A day out at ... Queen Elizabeth Oval

One of the fantastic things about the Peter Jackson VFL is that it is not simply confined to the Melbourne metropolitan area. With teams located in Victoria’s three major regional cities, fans have a great opportunity to get on the road, see a bit of the state, and enjoy some local football with a country twist. Today’s journey was to the picturesque Queen Elizabeth Oval to see Bendigo host Sandringham. 

Bendigo joined the league in 1998 as the Diggers, and after some early unsuccessful years, affiliated with Essendon to become the Bombers in 2003. In 2012, Bendigo began acknowledging their true heritage and were renamed the Gold and this year recommenced their journey as a stand-alone franchise.

The day started earlier than usual, with my drive from Melbourne’s east to Bendigo taking about 2 hours. Whilst I encountered rain and wind along the Calder Freeway outside Melbourne, once I had cleared the Great Dividing Range near Macedon I was met with drier more stable conditions. Upon entering the city, you are greeted with the imposing sight of Sacred Heart Cathedral, which looms large over the CBD. Once past this landmark, a left turn up View Street, and we’re at our destination. 

Upon entering the venue, the most notable landmark at Queen Elizabeth Oval is the beautiful old grandstand on the eastern wing. The ground was also given a significant revamp in 2011, which included a refurbishment of the grandstand, a new playing surface, improved terraces at the northern end, and an improved electronic scoreboard.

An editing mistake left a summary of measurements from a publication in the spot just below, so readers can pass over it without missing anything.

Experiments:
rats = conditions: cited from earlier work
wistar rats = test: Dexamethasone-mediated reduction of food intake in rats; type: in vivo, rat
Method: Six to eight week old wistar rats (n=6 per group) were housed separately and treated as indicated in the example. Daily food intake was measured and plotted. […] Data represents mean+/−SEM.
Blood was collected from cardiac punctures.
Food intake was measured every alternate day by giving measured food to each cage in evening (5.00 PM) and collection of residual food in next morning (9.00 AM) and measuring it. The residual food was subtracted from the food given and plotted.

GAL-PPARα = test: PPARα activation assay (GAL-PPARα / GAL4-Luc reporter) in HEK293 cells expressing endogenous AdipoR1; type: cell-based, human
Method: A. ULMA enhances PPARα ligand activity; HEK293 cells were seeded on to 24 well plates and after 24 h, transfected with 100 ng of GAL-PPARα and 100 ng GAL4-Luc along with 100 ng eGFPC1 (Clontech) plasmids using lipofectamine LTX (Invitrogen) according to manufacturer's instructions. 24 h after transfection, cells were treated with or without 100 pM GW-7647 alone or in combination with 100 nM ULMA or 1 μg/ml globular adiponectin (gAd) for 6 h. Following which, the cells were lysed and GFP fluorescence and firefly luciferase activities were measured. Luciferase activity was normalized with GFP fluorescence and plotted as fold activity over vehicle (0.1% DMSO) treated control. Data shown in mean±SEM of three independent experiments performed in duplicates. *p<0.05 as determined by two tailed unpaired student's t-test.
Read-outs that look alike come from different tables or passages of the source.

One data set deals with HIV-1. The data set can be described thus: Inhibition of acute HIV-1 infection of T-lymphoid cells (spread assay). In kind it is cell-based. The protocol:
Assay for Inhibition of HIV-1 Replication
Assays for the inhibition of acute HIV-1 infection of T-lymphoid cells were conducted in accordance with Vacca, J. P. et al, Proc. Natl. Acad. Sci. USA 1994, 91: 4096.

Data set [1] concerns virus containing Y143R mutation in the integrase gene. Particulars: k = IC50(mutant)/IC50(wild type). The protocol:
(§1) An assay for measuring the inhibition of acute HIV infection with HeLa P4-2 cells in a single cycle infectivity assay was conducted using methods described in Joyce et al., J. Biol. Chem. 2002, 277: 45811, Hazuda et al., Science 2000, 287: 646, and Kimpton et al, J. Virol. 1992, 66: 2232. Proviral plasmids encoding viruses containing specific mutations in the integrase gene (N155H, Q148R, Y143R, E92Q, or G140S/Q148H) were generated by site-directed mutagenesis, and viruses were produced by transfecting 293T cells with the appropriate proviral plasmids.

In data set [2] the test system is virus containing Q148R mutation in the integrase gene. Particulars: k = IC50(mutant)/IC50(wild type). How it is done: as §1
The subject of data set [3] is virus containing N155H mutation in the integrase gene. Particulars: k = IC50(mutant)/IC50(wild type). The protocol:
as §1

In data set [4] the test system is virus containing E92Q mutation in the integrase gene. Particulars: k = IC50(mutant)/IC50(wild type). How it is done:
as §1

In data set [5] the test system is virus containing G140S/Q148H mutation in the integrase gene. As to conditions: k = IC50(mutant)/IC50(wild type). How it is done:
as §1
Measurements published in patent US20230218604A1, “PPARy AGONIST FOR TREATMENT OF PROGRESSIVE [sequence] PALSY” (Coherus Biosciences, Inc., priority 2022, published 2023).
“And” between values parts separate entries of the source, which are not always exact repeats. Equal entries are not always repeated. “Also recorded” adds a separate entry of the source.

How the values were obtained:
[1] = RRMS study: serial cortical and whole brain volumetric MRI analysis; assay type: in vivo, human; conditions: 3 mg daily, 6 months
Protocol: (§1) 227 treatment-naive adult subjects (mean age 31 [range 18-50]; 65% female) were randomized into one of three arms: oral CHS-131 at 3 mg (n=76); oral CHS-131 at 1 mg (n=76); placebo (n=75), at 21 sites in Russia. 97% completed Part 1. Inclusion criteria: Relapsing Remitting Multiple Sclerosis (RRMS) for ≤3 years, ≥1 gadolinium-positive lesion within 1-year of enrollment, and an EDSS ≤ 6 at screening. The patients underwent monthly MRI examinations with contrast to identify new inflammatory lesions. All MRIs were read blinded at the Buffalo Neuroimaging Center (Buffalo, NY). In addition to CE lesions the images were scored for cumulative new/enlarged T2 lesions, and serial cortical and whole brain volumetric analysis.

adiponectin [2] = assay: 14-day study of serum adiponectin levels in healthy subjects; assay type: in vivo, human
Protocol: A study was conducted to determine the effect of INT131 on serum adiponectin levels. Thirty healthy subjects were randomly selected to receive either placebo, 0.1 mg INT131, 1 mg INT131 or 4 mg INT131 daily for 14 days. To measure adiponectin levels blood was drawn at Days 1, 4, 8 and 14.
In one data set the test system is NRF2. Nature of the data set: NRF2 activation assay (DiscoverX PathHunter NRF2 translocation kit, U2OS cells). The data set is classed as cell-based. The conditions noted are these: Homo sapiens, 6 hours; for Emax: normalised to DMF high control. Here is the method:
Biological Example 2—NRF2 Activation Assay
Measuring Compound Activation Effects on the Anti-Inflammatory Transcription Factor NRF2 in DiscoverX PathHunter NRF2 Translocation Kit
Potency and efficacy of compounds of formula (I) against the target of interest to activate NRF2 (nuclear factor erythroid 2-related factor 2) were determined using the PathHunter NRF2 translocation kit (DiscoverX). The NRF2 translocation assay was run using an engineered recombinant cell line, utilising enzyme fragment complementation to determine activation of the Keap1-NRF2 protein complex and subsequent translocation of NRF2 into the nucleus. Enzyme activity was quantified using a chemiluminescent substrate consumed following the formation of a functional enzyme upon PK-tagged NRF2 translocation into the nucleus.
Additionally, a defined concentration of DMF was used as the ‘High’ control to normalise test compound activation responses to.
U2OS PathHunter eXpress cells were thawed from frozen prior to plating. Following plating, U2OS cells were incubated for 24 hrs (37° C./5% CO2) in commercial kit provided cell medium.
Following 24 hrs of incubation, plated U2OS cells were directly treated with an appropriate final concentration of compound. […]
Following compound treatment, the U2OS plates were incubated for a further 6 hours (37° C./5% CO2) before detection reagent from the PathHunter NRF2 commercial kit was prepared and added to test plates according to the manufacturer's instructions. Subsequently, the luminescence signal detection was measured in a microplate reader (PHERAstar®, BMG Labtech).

I journeyed around to the outer wing for the first quarter. It was very cold, but quite still and dry, meaning it was a more-than bearable day in central Victoria. Before I knew it, Sandringham had kicked away to a 35 point lead at quarter time. After listening to Aussie Jones deliver his quarter time address to his troops alongside a few other hardened souls, I picked up some fried dim sims and headed to the grandstand. 

The second term had more fight from the Gold, and the fans could see it too. There was a little more ‘aggro’ in the crowd as they could see their club putting up a good challenge to the more-talented Zebras outfit. Whilst the crowd numbers were down on the day, the reduction in numbers does not equate to a reduction in passion, and with the lead only increasing to 37 points at the main break, the Gold weren’t done with yet! 

At half time I grabbed a beer and a stubby holder from the beer/merchandise tent, which was incredibly convenient. Not so good for the Gold was the second half, with Sandringham increasing their lead to 51 at the final change, and kicking away to win the match by 76 points at the final siren. And with that, I hit the road for the long journey home.  

By Kent Winzer




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